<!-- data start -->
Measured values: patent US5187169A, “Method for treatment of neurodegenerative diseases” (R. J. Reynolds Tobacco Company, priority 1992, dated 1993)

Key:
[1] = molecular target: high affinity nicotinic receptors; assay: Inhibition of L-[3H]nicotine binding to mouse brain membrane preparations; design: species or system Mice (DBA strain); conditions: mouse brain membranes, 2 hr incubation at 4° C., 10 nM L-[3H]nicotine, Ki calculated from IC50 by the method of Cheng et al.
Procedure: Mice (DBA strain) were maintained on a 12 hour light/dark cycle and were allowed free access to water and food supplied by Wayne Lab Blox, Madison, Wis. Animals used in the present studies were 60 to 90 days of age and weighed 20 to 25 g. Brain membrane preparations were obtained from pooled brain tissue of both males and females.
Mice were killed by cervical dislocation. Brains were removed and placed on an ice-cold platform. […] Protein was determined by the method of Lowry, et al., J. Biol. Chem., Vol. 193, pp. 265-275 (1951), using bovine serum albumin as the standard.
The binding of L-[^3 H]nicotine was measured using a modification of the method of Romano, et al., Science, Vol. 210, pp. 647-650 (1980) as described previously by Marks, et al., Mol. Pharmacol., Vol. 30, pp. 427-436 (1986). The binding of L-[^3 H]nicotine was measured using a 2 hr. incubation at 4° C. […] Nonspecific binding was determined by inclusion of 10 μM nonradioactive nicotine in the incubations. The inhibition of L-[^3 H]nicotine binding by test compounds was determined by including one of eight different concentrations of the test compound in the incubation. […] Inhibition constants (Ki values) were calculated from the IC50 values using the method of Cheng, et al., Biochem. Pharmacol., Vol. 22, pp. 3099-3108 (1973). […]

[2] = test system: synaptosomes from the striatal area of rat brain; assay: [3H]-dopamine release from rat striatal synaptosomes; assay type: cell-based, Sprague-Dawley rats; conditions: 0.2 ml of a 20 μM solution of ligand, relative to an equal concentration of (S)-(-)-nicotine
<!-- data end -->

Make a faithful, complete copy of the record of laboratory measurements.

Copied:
Measured values: patent US5187169A, “Method for treatment of neurodegenerative diseases” (R. J. Reynolds Tobacco Company, priority 1992, dated 1993)

Key:
[1] = molecular target: high affinity nicotinic receptors; assay: Inhibition of L-[3H]nicotine binding to mouse brain membrane preparations; design: species or system Mice (DBA strain); conditions: mouse brain membranes, 2 hr incubation at 4° C., 10 nM L-[3H]nicotine, Ki calculated from IC50 by the method of Cheng et al.
Procedure: Mice (DBA strain) were maintained on a 12 hour light/dark cycle and were allowed free access to water and food supplied by Wayne Lab Blox, Madison, Wis. Animals used in the present studies were 60 to 90 days of age and weighed 20 to 25 g. Brain membrane preparations were obtained from pooled brain tissue of both males and females.
Mice were killed by cervical dislocation. Brains were removed and placed on an ice-cold platform. […] Protein was determined by the method of Lowry, et al., J. Biol. Chem., Vol. 193, pp. 265-275 (1951), using bovine serum albumin as the standard.
The binding of L-[^3 H]nicotine was measured using a modification of the method of Romano, et al., Science, Vol. 210, pp. 647-650 (1980) as described previously by Marks, et al., Mol. Pharmacol., Vol. 30, pp. 427-436 (1986). The binding of L-[^3 H]nicotine was measured using a 2 hr. incubation at 4° C. […] Nonspecific binding was determined by inclusion of 10 μM nonradioactive nicotine in the incubations. The inhibition of L-[^3 H]nicotine binding by test compounds was determined by including one of eight different concentrations of the test compound in the incubation. […] Inhibition constants (Ki values) were calculated from the IC50 values using the method of Cheng, et al., Biochem. Pharmacol., Vol. 22, pp. 3099-3108 (1973). […]

[2] = test system: synaptosomes from the striatal area of rat brain; assay: [3H]-dopamine release from rat striatal synaptosomes; assay type: cell-based, Sprague-Dawley rats; conditions: 0.2 ml of a 20 μM solution of ligand, relative to an equal concentration of (S)-(-)-nicotine